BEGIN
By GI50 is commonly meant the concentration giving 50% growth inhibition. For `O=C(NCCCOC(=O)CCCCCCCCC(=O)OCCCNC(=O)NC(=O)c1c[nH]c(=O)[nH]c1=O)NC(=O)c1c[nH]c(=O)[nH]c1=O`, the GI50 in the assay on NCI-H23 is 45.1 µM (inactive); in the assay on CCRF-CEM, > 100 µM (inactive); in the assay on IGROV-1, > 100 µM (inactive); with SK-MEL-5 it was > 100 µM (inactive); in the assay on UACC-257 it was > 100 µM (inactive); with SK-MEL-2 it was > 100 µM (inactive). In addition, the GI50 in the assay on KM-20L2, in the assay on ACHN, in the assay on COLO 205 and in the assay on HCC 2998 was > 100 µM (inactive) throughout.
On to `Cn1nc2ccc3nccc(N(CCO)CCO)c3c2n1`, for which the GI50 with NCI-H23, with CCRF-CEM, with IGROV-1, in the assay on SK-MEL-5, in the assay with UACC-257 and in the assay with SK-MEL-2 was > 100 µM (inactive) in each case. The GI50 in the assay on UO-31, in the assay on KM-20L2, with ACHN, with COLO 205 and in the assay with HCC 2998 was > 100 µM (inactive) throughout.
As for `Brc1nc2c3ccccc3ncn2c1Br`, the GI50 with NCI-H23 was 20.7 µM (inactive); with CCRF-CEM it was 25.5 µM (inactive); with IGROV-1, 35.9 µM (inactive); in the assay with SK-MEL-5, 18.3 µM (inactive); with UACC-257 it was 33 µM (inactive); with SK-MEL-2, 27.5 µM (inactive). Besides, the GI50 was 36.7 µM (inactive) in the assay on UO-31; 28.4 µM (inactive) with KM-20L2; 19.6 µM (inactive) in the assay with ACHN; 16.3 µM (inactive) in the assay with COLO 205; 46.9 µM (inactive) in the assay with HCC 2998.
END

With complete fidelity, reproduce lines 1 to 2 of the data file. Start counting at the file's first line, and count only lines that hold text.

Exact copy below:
By GI50 is commonly meant the concentration giving 50% growth inhibition. For `O=C(NCCCOC(=O)CCCCCCCCC(=O)OCCCNC(=O)NC(=O)c1c[nH]c(=O)[nH]c1=O)NC(=O)c1c[nH]c(=O)[nH]c1=O`, the GI50 in the assay on NCI-H23 is 45.1 µM (inactive); in the assay on CCRF-CEM, > 100 µM (inactive); in the assay on IGROV-1, > 100 µM (inactive); with SK-MEL-5 it was > 100 µM (inactive); in the assay on UACC-257 it was > 100 µM (inactive); with SK-MEL-2 it was > 100 µM (inactive). In addition, the GI50 in the assay on KM-20L2, in the assay on ACHN, in the assay on COLO 205 and in the assay on HCC 2998 was > 100 µM (inactive) throughout.
On to `Cn1nc2ccc3nccc(N(CCO)CCO)c3c2n1`, for which the GI50 with NCI-H23, with CCRF-CEM, with IGROV-1, in the assay on SK-MEL-5, in the assay with UACC-257 and in the assay with SK-MEL-2 was > 100 µM (inactive) in each case. The GI50 in the assay on UO-31, in the assay on KM-20L2, with ACHN, with COLO 205 and in the assay with HCC 2998 was > 100 µM (inactive) throughout.